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A Sad Passing

June 26, 2002

I wasn't a fan of Darryl Kile's. In fact, I never thought much about him, to be perfectly honest. Good pitcher, great curve ball, had some solid seasons. That's about it. In a column a couple years ago, I commented on how I thought he threw like a girl. I'm sorry for that now. I wish I could take it back.

When a professional athlete dies in the prime of his life, it hits hard. We feel it. Perhaps we think, if a man like that can be taken so suddenly, what about me? I'm just a regular guy.

When Hank Gathers passed away in 1990, I remember sitting in a dialysis chair, feeling sorry for myself, thinking about poor little me, when I should have been praying for the people who knew and loved Mr. Gathers. And like with Darryl Kile, there were many who felt it big-time. I'm sorry about that now. I wish I could take it back.

We cry for Kile's wife and children, like Mike Hampton said, "The biggest thing I think about is the 10-month old, Ryker. He never had a chance to know his daddy."

My father died young too, at 37, also from a heart attack. Preventable perhaps, had it not been October, 1964. The Dodgers had just finished in the second division, after all, so at least it made some sense.

I feel like I know a little bit about what the Kile kids may be going through, how their lives might be altered. What I would say to them if I had the chance is simply that you cannot replace your father, but there will be others to love you,

I don't really remember my father, not really, but at least I had five years. Almost six.

The memories are hazy, mostly about baseball. Completely about baseball. Playing catch in the yard, listening to Vinny, even during supper. Daddy had the sound piped into the kitchen from the Hi-Fi in the bedroom, so we didn't miss a pitch.

My brother and I take turns holding onto my father's old scrapbooks, filled with game stories, standings and box scores from the New York papers, and then Los Angeles. I had them for a bunch of years, now he has them.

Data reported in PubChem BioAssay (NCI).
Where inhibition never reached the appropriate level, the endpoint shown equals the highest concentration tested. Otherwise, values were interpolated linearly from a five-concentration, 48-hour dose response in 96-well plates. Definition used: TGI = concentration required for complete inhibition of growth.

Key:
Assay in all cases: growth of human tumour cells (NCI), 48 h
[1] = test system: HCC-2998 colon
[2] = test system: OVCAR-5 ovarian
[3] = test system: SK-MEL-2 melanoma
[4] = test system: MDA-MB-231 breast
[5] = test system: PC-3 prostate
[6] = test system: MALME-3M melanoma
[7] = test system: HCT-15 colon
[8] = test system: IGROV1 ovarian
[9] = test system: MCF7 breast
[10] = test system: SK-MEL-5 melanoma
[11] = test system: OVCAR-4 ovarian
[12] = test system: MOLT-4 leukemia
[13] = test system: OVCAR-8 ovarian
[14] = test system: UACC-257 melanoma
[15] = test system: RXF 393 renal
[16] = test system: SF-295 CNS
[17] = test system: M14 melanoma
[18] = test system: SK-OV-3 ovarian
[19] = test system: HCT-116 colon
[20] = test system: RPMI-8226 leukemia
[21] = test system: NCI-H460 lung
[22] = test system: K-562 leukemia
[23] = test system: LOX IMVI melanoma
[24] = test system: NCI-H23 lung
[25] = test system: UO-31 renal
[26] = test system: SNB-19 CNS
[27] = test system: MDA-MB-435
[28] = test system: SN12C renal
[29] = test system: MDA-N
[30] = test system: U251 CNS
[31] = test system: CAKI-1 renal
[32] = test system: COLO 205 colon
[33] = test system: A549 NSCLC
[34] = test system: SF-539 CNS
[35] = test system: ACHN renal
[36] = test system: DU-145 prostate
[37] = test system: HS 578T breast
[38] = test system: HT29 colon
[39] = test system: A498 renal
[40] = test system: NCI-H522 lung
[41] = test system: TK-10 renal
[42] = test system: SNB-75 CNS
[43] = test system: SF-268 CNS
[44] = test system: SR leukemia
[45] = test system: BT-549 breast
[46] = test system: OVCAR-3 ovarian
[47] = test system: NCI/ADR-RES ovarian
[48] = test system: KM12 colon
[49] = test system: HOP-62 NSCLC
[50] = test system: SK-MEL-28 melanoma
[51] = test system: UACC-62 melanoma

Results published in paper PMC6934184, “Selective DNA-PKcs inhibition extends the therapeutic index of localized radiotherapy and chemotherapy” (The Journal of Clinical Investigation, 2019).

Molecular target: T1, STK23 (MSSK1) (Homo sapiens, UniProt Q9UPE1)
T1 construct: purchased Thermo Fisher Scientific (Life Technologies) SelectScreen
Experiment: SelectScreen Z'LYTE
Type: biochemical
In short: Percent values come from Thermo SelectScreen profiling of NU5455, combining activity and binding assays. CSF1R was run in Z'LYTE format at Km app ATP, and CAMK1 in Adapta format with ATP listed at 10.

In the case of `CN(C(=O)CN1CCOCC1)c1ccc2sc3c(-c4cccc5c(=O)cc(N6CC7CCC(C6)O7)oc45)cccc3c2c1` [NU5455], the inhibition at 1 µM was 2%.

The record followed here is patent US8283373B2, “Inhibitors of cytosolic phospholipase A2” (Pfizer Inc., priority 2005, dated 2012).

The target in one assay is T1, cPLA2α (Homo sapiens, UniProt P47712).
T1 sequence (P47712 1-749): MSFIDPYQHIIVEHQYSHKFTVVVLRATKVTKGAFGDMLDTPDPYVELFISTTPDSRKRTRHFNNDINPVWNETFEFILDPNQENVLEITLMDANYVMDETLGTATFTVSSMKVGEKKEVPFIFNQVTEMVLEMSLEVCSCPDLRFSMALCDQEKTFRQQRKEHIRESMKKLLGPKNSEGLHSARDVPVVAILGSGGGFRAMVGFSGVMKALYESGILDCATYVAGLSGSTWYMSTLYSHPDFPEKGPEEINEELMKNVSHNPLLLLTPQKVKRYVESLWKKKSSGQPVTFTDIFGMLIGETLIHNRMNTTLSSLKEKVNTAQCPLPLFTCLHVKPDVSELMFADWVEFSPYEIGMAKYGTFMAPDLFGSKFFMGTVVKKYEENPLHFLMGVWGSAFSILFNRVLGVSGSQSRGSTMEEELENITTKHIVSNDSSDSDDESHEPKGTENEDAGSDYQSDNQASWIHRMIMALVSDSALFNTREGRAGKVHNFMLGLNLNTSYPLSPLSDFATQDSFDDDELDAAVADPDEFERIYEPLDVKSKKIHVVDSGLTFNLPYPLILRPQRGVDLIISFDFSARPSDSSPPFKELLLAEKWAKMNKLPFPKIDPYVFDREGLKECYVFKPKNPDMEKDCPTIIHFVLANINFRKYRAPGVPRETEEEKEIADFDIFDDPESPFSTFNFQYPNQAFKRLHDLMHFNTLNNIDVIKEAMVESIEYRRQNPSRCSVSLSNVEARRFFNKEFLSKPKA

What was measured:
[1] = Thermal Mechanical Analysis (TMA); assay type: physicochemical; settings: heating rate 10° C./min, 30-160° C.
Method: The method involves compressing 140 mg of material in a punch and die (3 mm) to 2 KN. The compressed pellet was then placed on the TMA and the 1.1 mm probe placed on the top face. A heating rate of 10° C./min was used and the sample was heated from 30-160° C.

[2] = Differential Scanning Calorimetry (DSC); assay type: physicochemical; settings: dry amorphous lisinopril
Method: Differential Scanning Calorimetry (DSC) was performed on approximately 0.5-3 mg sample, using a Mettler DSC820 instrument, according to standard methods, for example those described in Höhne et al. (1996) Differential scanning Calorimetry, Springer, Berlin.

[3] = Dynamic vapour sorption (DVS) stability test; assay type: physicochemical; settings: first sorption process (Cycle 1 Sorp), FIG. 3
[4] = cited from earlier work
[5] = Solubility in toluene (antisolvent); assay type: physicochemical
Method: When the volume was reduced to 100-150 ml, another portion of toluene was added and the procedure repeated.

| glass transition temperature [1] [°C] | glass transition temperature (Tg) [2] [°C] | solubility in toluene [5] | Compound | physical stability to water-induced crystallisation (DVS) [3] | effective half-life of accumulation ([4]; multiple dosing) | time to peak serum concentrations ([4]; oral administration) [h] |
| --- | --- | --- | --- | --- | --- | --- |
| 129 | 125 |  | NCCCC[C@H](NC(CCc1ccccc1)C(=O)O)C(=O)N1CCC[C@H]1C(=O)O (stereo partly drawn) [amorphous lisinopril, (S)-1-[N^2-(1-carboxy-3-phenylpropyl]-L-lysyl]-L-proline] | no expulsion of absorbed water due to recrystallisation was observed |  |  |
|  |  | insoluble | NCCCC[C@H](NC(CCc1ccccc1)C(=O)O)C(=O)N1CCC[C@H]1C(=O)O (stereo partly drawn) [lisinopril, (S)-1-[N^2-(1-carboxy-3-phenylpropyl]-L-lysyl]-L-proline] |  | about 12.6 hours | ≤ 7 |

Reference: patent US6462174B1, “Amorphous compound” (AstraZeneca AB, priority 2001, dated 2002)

I would have loved to have had a chance to ask my father about 1955, but I can only imagine. I would have liked to have asked him about 1951 too, but can only imagine. After Jack Clark and 1985, I told myself he would have understood. We're even now, I thought.

I would have loved to have shared with him about Fernando and Gibby, and Don Drysdale and Orel Hershiser, and about Shawn Green and Paul Lo Duca, about Henry Aaron and Nolan Ryan, and Kirby Puckett and Cal Ripken, and about the '69 Mets. And about my Little League accomplishments. Just the good things.

On my bookshelf today sits a vintage G.E. radio that weighs a ton, and takes half a dozen of those big old "D" batteries. It's still set at 640, for KFI.

Next to the G.E. is an original Dodger bobble-head doll, with the number 32 on it, looking absolutely nothing like Sandy Koufax, but still my most prized possession. I believe my father gave it to me, but I don't really remember. Lost half its head in the Northridge earthquake, when it fell from a shelf, rolled into a closet, and was buried by several thousand Topps cards.

I'm truly sorry about Darryl Kile. I really am. It's a sad passing, a very sad passing.

To the children of number 57, please live your lives. Look back but move forward. There will always be people there to love you..

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